the e-Assessment Association

UK Government call for Evidence: Generative AI in Education

UK Government call for Evidence: Generative AI in Education

If you haven’t yet responded to the UK government’s Call for Evidence to better understand the role of Generative AI in education, you have until 5pm BST on 23rd August to respond.

At the e-Assessment Association we welcome this approach and encourage all our members and sponsors working in education in England to provide their input so that the UK government have a clear understanding of the benefits and risks of using generative AI tools in education and assessment.

AI has been a hot topic of discussion recently, and eAA CEO Patrick Coates gave his thoughts on unlocking the potential of AI:

“The UK Government’s call for evidence presents an opportunity to highlight the potential of this transformative technology. By embracing AI, we have the opportunity to revolutionize assessments, empower students, and create a more inclusive and equitable learning environment.”

“While AI has been present in various forms for years, its recent rapid expansion has propelled it into the mainstream news. This has been led by the likes of ChatGPT, which due to their investment in ‘training the model’ to create a good product, backed up with low pricing and integration capabilities, has made it available to wide audience. For anyone who remembers relying on logbooks for maths exams, you’ll also remember the concerns surrounding the introduction of calculators, as they were seen as unreliable, which seems ridiculous now. Similarly, computers, search engines and spell checkers are now part of all aspects of education. The genie is out of the bottle, and we must embrace its potential.”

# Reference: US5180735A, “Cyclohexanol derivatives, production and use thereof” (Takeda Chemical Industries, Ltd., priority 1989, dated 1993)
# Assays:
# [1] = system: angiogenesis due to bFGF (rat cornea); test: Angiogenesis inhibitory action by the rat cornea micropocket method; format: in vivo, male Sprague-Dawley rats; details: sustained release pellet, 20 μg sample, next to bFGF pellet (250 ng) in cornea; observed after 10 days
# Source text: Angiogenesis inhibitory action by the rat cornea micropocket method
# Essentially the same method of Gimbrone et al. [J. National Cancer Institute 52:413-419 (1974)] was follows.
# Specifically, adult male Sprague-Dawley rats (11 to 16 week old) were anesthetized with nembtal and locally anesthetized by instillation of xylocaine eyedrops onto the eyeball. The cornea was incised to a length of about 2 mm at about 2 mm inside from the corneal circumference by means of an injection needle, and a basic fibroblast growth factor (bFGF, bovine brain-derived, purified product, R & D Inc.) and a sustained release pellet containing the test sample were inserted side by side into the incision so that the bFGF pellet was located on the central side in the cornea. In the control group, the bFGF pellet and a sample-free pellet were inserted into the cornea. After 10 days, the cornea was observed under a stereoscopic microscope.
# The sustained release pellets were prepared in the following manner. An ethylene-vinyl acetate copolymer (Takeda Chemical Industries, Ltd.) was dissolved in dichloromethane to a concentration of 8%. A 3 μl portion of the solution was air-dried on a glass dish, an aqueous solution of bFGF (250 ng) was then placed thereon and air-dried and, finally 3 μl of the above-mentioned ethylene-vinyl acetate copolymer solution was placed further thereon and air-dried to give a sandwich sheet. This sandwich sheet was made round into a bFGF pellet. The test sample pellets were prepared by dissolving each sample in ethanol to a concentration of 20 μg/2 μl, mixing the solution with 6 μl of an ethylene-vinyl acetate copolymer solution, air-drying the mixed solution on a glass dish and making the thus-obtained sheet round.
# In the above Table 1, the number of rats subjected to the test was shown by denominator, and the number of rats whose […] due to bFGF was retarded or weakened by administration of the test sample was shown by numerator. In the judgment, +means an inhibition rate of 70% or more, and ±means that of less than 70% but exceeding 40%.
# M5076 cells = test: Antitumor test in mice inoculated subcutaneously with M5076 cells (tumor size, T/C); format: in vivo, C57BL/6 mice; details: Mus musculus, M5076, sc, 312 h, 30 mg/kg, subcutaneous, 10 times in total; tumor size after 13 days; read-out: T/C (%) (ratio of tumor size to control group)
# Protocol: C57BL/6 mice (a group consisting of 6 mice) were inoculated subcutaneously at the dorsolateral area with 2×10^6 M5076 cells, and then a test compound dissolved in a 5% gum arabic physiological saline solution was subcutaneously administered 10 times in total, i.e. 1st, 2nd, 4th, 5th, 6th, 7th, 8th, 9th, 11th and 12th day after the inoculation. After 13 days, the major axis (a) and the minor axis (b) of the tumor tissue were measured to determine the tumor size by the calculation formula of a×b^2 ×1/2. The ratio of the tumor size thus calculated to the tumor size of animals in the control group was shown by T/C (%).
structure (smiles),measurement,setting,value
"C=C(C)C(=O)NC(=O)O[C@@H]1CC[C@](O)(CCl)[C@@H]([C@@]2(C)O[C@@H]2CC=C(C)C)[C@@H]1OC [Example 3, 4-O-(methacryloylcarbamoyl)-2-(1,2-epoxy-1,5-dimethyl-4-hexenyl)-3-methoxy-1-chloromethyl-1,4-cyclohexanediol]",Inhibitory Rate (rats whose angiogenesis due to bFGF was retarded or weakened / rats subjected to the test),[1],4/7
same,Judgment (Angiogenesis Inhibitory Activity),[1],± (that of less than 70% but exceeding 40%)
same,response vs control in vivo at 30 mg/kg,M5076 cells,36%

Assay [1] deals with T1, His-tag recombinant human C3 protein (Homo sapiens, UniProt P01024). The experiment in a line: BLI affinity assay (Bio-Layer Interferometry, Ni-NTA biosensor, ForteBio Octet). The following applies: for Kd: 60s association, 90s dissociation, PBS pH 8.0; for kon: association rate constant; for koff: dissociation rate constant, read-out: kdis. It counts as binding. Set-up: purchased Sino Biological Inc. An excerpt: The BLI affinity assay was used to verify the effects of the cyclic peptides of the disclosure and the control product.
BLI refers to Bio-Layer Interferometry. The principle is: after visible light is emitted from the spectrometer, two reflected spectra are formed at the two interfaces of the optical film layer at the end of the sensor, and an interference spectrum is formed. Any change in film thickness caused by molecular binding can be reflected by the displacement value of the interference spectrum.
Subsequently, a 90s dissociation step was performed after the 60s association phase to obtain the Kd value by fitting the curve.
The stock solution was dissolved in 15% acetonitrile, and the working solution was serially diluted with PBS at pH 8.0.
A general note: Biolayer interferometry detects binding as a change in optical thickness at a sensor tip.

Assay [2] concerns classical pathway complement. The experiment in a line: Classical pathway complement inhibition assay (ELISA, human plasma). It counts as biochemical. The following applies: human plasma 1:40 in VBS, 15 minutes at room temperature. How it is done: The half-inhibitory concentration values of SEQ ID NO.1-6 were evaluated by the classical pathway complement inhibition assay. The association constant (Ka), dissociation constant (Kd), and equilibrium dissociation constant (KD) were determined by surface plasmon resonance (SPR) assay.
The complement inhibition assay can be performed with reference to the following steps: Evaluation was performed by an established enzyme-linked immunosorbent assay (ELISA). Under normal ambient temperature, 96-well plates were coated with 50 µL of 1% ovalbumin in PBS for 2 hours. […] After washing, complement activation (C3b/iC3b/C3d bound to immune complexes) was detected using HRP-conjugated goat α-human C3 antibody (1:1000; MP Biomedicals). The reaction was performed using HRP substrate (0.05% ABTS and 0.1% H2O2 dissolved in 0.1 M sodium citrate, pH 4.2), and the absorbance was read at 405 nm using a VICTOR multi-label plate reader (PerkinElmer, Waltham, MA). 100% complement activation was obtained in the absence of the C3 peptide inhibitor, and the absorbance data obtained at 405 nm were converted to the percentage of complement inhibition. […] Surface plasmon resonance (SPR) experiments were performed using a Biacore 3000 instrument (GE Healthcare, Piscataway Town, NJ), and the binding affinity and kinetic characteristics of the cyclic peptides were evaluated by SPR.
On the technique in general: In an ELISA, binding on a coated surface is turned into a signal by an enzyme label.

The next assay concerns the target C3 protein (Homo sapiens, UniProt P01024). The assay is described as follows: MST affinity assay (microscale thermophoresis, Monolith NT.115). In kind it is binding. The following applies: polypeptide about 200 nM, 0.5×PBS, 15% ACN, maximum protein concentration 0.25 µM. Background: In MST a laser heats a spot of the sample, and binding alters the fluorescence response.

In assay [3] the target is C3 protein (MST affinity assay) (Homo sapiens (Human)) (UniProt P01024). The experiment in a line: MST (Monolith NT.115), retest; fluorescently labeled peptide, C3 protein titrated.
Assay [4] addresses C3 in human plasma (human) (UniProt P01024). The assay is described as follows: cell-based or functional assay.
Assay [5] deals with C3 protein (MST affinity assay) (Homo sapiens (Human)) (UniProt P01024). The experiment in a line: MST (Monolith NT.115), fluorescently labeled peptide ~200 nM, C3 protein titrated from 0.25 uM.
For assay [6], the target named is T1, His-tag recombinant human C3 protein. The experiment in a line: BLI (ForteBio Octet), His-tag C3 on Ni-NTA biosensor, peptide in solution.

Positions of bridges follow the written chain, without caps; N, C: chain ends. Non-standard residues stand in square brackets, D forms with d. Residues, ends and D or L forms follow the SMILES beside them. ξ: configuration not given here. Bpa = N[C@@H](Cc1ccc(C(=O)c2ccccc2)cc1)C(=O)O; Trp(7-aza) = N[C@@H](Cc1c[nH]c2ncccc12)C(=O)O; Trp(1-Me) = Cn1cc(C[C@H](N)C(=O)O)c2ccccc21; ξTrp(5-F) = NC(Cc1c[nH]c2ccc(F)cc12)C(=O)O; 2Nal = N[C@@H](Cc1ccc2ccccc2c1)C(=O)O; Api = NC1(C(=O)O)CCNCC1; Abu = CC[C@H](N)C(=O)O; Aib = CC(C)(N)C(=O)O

“We also need to shift the narrative as it is unfortunate that the media often focuses on the negative aspects of AI, as these stories tend to be more sensational and newsworthy. However, it is crucial to recognize the positive impact AI has already had on education. We have just announced the winners of the 2023 International e-Assessment Awards (now in our seventh year) covering all aspects of technology-enabled assessment. 40% of the submissions involved AI in some way, all helping improve education and learning. These numbers speak volumes about the transformative potential of AI in assessments and beyond. To nurture this momentum, we are planning more focused events to facilitate the exchange of information and best practices. Undoubtedly, next year’s awards and conference will also have a strong emphasis on AI.”

We strongly advocate for technology to be used to create fair, valid, and reliable assessments. Whether AI is involved or not, our goal remains the same: to ensure that assessments measure what they are intended to measure and do not disadvantage any group. AI is merely a tool at our disposal.

Interestingly, AI raises broader questions about current assessment practices. At the moment we are employing AI and technology to enhance our existing assessment methods. However, this might also be a good time to explore whether we should be assessing students the way we do at the moment at all? Just because it’s the way have always done it, doesn’t mean it is the right way, just the accepted one.

Given this call for evidence relates to AI, we also hope that AI itself can be utilized to summarize the collective input —an opportunity to harness its capabilities effectively.

The Call for Evidence is open for anyone working in education in England and will run until 23 August 2023

Complete the survey here:

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